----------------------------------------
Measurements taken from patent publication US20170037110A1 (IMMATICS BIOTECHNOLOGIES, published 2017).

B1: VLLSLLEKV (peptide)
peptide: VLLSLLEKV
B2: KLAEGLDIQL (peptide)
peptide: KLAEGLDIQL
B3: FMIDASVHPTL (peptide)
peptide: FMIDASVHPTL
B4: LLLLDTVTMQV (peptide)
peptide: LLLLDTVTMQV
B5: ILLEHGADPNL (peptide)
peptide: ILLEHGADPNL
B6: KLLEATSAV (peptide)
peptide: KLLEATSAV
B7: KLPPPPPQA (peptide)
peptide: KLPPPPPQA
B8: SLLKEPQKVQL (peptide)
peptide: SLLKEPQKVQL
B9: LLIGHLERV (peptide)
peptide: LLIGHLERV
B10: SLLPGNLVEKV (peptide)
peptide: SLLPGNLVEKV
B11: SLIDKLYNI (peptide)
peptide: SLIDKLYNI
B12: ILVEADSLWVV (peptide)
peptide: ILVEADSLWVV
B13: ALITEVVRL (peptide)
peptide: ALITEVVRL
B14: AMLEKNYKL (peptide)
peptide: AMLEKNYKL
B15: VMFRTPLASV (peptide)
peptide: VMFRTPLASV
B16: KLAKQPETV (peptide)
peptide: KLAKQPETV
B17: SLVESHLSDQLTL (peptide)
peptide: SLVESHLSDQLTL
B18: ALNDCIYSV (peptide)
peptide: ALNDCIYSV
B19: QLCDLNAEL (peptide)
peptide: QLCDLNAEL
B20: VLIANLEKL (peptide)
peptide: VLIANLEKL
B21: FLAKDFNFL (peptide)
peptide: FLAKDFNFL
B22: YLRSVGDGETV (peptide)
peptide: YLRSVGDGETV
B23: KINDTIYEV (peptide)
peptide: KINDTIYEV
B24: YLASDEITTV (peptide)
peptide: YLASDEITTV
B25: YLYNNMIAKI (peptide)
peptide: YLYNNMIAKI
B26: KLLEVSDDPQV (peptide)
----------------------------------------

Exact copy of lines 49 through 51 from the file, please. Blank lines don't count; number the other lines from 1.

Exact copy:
peptide: YLASDEITTV
B25: YLYNNMIAKI (peptide)
peptide: YLYNNMIAKI